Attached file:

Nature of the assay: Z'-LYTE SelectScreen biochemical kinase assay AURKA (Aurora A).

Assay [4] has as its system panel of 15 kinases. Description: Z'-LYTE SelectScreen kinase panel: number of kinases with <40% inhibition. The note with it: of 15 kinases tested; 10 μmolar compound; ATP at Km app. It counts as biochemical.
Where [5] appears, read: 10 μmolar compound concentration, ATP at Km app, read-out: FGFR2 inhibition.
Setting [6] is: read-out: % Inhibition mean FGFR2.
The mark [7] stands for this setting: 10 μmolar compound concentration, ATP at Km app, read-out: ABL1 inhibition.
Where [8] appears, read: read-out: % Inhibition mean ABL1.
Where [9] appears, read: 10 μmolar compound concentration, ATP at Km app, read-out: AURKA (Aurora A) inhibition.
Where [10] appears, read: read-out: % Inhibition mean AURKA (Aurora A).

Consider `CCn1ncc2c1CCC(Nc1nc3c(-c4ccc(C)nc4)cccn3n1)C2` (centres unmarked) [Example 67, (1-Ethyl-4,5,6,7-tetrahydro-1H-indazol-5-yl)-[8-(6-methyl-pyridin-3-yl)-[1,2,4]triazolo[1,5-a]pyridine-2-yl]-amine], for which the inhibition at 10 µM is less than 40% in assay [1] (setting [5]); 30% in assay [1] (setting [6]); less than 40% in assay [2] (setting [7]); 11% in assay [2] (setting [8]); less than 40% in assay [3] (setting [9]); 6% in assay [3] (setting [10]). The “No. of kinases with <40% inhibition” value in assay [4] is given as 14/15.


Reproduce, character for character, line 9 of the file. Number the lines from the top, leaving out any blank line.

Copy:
Consider `CCn1ncc2c1CCC(Nc1nc3c(-c4ccc(C)nc4)cccn3n1)C2` (centres unmarked) [Example 67, (1-Ethyl-4,5,6,7-tetrahydro-1H-indazol-5-yl)-[8-(6-methyl-pyridin-3-yl)-[1,2,4]triazolo[1,5-a]pyridine-2-yl]-amine], for which the inhibition at 10 µM is less than 40% in assay [1] (setting [5]); 30% in assay [1] (setting [6]); less than 40% in assay [2] (setting [7]); 11% in assay [2] (setting [8]); less than 40% in assay [3] (setting [9]); 6% in assay [3] (setting [10]). The “No. of kinases with <40% inhibition” value in assay [4] is given as 14/15.